by Tom Goodman
October 30, 2013
"Still" describes someone who is calm, not anxiously moving or nervously talking.
"Still" describes someone who is constant: They are still the same.
"Still" describes a person who is controlled: They won't retreat but stand still.
But is "still" a good word to describe you?
I've been thinking a lot about this word. God commanded us to "be still" in our crisis and trust him (Psalm 46:10). God spoke to the burned-out prophet Elijah in a "still, small voice" (1 Kings 19). The Apostle Paul told us to be ambitious to lead a
quiet life (1 Thessalonians 4:11).
We love the big and the flashy these days:
We read books that tell us we ought to expect the astonishing when we pray. Just ask God to give us this day our daily bread? How dull.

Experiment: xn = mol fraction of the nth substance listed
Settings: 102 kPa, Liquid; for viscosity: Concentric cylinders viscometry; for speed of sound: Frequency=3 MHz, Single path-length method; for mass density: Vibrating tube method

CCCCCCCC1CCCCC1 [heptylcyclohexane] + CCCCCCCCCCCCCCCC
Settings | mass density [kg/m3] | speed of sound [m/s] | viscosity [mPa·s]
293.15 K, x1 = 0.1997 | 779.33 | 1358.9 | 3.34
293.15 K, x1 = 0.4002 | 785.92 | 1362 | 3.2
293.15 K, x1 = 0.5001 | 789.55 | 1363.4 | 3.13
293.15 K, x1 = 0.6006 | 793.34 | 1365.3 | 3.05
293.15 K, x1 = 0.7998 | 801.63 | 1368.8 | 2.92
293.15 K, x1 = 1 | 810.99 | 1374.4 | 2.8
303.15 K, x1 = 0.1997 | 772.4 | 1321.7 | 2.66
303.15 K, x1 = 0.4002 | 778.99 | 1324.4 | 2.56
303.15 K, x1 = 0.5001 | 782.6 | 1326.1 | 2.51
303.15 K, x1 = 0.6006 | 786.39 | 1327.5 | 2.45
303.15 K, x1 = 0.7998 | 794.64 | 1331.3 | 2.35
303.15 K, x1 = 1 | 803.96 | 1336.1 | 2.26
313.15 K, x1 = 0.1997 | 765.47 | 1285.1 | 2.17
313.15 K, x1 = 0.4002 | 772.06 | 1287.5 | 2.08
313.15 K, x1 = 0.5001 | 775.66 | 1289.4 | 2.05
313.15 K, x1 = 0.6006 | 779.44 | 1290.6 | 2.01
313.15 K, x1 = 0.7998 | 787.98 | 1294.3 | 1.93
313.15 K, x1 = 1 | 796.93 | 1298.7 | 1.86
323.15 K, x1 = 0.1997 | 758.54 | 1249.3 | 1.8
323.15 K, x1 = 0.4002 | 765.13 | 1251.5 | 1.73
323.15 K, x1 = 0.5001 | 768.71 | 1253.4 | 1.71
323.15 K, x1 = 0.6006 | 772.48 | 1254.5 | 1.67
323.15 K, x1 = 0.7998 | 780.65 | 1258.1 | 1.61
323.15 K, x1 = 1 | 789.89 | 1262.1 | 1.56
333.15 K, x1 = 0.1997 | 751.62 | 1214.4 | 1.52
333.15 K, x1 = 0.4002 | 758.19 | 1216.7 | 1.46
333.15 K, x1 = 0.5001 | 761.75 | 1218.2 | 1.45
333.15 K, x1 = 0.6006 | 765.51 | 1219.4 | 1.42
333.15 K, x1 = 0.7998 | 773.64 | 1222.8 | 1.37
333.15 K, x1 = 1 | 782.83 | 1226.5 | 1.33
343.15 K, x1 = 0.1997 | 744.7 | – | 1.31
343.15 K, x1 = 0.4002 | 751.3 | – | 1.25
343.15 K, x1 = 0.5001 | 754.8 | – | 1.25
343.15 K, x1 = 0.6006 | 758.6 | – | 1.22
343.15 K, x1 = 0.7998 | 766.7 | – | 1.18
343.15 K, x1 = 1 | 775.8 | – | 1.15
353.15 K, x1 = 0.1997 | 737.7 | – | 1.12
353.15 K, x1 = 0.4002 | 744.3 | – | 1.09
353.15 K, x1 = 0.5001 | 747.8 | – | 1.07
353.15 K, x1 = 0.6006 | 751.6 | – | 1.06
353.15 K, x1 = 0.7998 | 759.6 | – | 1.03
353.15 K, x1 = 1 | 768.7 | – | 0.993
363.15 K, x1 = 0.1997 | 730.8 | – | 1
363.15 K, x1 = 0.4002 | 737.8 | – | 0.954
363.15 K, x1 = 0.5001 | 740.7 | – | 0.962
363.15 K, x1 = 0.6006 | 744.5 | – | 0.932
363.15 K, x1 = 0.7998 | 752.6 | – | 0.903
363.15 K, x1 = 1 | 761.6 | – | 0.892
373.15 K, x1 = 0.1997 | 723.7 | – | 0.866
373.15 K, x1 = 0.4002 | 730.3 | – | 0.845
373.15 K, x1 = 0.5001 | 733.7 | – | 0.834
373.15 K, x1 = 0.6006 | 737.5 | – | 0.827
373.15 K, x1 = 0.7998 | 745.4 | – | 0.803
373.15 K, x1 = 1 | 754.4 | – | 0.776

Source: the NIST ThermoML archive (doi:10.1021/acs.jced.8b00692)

We go to conferences that tell us we're second-class disciples unless we've quit our jobs to start a third-world orphanage. If you're a working stiff who faithfully raises your kids and loves your spouse and serves in your church, well, that's not
Really, I don't want to belittle the longing for a spectacular life. I sometimes need the reminders to pray boldly and to live boldly.
In the calls to expect the extraordinary, I'm afraid God's people are forgetting the ordinary. We're called to be faithful, stubbornly obedient, and to look for God to show up in the routines of daily living.
So, starting this Sunday, we're going to look at the Still Life. Across the next several weeks we're going to examine God's commands to be still, to stand faithful, and to do well the too-often dull work of life. We'll start with burned-out Elijah in
1 Kings 19. He needed the reminder that God doesn't always work in the big flashy ways Elijah expected. Join us @ 10.
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make a decision for Christ? Give us your impressions and stories here. Your story will be a real encouragement to the leaders of this campaign. We'll publish as many as we can on November 10.
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